There have been a multitude of theories, health research, and data that have all sought to explain what's driving the obesity epidemic. Olga Khazan from The Atlantic writes on a recent economic trend that could be contributing to growing waistlines. She writes in her article that back in 1990, no state had an obesity prevalence of 15 percent or more. Compare that to a 2010 report that showed no state was recorded to have an obesity prevalence under 20 percent. However, researchers think they've found a link between a population's increasing BMI with more restaurants and wholesalers moving in.

It's uncertain if its connection to obesity is a result of restaurants and wholesalers moving in or if these businesses tend to settle in areas because the populations show they like to eat and they like to eat cheap. The researchers admit in their paper that these economic connections demand more study. However, the data they've compiled does seem to suggest that the proliferation of cheap and easily accessible food is a contributing factor to Americans' growing waistlines. They write:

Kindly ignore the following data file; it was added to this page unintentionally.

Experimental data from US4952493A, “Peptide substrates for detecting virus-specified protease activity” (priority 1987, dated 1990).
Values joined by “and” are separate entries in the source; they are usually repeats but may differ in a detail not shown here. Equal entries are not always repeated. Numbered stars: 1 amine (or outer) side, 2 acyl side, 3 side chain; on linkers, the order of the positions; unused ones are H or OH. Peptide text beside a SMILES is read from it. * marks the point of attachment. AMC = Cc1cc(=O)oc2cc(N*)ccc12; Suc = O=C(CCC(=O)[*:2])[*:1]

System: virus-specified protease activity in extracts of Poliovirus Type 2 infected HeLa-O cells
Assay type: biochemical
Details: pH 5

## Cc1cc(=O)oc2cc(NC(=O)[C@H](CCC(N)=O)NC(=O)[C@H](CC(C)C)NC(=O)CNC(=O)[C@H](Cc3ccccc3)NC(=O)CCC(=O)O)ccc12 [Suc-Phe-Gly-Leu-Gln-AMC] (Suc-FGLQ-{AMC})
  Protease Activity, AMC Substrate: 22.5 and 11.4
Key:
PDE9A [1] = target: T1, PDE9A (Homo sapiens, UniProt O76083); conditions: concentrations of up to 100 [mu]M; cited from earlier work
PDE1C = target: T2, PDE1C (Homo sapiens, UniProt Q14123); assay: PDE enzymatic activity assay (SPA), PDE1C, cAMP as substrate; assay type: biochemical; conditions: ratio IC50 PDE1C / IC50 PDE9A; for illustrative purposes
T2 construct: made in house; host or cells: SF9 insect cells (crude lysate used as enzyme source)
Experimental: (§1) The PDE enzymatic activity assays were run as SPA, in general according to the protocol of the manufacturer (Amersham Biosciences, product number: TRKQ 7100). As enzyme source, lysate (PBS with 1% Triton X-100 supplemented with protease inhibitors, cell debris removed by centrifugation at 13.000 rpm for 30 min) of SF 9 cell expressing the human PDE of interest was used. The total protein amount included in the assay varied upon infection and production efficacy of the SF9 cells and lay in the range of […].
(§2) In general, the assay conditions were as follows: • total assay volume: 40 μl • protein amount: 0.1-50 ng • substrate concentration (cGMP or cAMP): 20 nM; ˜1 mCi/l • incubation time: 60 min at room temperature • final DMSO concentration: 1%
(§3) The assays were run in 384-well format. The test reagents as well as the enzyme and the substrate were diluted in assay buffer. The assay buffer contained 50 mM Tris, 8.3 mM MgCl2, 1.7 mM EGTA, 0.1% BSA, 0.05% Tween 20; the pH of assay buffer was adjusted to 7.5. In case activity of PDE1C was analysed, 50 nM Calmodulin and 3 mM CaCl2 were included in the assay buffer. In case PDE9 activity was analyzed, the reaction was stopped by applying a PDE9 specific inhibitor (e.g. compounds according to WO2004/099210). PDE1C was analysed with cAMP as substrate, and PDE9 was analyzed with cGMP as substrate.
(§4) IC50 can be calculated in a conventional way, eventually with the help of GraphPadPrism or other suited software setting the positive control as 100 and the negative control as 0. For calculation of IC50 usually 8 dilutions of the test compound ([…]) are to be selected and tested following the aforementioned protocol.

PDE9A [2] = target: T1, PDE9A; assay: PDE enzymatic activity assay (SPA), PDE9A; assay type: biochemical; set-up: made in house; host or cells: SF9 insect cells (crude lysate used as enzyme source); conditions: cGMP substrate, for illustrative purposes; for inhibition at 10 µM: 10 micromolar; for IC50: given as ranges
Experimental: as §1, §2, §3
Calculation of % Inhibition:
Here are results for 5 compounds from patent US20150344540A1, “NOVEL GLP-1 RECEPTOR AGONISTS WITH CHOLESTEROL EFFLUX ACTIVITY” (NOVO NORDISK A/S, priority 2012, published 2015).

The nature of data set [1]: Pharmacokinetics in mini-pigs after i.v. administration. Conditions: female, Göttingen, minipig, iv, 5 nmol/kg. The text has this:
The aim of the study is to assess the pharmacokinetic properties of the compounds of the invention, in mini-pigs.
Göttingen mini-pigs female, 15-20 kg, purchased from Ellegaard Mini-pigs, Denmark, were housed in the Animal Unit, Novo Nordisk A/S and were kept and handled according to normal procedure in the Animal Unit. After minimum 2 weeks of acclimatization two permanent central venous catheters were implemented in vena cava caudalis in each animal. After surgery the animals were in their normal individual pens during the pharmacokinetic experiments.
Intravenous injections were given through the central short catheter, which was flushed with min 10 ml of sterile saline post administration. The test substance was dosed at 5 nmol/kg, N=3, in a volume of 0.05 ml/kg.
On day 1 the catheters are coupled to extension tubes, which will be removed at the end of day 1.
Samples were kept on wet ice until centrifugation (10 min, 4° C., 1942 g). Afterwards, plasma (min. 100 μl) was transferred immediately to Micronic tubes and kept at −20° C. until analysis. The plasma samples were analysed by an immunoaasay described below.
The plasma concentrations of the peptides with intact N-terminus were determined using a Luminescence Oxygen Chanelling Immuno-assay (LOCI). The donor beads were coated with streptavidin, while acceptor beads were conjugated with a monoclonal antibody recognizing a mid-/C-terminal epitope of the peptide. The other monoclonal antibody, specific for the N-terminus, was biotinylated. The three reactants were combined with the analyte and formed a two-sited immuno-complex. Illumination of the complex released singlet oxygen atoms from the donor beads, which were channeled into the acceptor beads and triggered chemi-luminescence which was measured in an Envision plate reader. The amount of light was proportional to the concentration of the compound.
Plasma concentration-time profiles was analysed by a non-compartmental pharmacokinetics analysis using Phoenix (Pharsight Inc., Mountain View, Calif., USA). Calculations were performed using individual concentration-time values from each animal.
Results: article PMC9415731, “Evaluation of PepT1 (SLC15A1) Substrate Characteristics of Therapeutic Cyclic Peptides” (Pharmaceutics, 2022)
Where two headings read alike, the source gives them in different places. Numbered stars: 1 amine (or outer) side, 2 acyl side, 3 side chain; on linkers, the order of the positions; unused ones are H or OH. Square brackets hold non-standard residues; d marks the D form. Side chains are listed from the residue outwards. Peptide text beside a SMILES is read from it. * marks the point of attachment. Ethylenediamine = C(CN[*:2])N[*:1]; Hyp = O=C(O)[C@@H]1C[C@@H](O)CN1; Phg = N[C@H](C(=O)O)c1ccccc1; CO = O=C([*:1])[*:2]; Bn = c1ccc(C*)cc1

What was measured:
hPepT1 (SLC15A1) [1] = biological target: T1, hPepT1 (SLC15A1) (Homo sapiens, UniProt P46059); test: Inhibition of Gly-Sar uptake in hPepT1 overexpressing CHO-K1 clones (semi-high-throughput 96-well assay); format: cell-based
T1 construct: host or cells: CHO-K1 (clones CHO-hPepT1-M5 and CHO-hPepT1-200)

“Controlling for demographic characteristics and state and year fixed effects, changes in these economic variables collectively explain 37% of the rise in BMI, 43% of the rise in obesity, and 59% of the rise in class II/III obesity.”

They write how the data expresses a change in incentives for Americans from a money-cost perspective and a time-cost perspective. One of the researchers, Charles Courtemanche, an assistant professor of Economics at Georgia State University, said to Khazan:

"You're talking about switching from seeing a restaurant as an occasion, to an environment where restaurants are everywhere, and you're always driving by one, so there's no time cost anymore. It's very easy to get restaurant food."

Whether big-house retailers and restaurants are a variable in the growing obesity epidemic, the cost to the American people in terms of health care is growing. Khazan puts forth a compelling suggestion: to charge a tax on junk foods in order to help fund the growing hospital bill we're racking up as a result of illnesses related to obesity. This plan could in turn help push people toward healthier options while shopping at the local wholesale superstore.

Read more at The Atlantic.

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